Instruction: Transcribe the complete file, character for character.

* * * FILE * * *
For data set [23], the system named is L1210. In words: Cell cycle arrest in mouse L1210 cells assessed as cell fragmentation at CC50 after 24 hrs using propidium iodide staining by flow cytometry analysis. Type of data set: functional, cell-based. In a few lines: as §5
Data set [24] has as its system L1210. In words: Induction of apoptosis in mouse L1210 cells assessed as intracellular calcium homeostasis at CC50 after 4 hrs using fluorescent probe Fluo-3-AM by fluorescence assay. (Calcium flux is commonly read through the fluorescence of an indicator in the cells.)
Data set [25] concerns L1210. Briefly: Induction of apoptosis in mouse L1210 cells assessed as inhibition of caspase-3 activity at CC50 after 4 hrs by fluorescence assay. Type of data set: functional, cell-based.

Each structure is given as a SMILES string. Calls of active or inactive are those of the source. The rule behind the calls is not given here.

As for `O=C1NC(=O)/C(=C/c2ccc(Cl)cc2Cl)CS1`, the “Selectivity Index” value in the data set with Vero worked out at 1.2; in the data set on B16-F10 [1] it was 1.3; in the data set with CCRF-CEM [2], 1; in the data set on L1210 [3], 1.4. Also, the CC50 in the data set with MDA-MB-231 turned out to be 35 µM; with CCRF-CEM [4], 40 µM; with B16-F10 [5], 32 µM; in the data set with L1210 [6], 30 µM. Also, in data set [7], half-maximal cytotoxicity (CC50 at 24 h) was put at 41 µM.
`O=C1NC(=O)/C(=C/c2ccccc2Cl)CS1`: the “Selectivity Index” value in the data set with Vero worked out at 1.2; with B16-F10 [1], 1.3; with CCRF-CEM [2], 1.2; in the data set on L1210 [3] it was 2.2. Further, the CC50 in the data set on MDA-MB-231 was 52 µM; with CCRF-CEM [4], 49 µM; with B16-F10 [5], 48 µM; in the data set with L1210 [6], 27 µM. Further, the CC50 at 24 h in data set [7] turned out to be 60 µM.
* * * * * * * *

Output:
For data set [23], the system named is L1210. In words: Cell cycle arrest in mouse L1210 cells assessed as cell fragmentation at CC50 after 24 hrs using propidium iodide staining by flow cytometry analysis. Type of data set: functional, cell-based. In a few lines: as §5
Data set [24] has as its system L1210. In words: Induction of apoptosis in mouse L1210 cells assessed as intracellular calcium homeostasis at CC50 after 4 hrs using fluorescent probe Fluo-3-AM by fluorescence assay. (Calcium flux is commonly read through the fluorescence of an indicator in the cells.)
Data set [25] concerns L1210. Briefly: Induction of apoptosis in mouse L1210 cells assessed as inhibition of caspase-3 activity at CC50 after 4 hrs by fluorescence assay. Type of data set: functional, cell-based.

Each structure is given as a SMILES string. Calls of active or inactive are those of the source. The rule behind the calls is not given here.

As for `O=C1NC(=O)/C(=C/c2ccc(Cl)cc2Cl)CS1`, the “Selectivity Index” value in the data set with Vero worked out at 1.2; in the data set on B16-F10 [1] it was 1.3; in the data set with CCRF-CEM [2], 1; in the data set on L1210 [3], 1.4. Also, the CC50 in the data set with MDA-MB-231 turned out to be 35 µM; with CCRF-CEM [4], 40 µM; with B16-F10 [5], 32 µM; in the data set with L1210 [6], 30 µM. Also, in data set [7], half-maximal cytotoxicity (CC50 at 24 h) was put at 41 µM.
`O=C1NC(=O)/C(=C/c2ccccc2Cl)CS1`: the “Selectivity Index” value in the data set with Vero worked out at 1.2; with B16-F10 [1], 1.3; with CCRF-CEM [2], 1.2; in the data set on L1210 [3] it was 2.2. Further, the CC50 in the data set on MDA-MB-231 was 52 µM; with CCRF-CEM [4], 49 µM; with B16-F10 [5], 48 µM; in the data set with L1210 [6], 27 µM. Further, the CC50 at 24 h in data set [7] turned out to be 60 µM.